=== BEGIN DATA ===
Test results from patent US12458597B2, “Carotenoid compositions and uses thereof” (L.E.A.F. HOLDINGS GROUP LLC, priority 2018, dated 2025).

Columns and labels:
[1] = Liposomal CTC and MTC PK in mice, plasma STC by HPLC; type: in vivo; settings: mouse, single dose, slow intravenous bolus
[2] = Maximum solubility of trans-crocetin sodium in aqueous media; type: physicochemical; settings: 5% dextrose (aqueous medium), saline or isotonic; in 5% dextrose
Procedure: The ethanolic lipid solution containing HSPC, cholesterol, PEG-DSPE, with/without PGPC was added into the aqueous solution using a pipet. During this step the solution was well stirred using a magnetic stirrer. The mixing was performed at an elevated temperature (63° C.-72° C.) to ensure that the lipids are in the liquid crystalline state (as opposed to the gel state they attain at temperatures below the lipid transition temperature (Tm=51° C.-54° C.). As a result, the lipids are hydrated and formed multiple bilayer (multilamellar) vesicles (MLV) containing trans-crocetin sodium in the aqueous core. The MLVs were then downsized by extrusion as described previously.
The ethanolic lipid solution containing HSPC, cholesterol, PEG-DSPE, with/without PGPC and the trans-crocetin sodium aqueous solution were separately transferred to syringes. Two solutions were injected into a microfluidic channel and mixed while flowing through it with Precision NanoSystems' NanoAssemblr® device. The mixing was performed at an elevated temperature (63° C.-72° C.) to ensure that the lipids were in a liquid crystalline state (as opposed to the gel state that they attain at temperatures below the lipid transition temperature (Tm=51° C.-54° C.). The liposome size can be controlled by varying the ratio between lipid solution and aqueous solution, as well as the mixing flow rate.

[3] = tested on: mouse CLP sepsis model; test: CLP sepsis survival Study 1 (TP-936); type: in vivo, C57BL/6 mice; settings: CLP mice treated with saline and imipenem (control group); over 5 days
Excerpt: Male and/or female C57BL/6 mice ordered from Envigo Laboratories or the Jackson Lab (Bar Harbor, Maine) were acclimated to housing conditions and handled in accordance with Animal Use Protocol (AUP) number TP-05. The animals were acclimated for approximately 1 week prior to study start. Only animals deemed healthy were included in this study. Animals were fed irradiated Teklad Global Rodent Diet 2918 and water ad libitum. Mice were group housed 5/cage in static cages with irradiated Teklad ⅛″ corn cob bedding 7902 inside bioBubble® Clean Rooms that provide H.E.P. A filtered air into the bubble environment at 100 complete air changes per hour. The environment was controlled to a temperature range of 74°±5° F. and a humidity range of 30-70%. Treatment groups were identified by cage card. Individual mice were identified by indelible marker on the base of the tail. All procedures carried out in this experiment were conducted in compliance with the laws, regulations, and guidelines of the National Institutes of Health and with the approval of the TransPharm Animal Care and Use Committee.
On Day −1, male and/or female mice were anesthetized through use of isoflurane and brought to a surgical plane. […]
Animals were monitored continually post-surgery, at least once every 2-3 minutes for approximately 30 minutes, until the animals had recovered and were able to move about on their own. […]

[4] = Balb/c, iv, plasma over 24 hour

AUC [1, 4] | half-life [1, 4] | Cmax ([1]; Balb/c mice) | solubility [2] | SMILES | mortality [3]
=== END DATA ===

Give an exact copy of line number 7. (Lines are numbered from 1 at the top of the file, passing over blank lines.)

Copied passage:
[3] = tested on: mouse CLP sepsis model; test: CLP sepsis survival Study 1 (TP-936); type: in vivo, C57BL/6 mice; settings: CLP mice treated with saline and imipenem (control group); over 5 days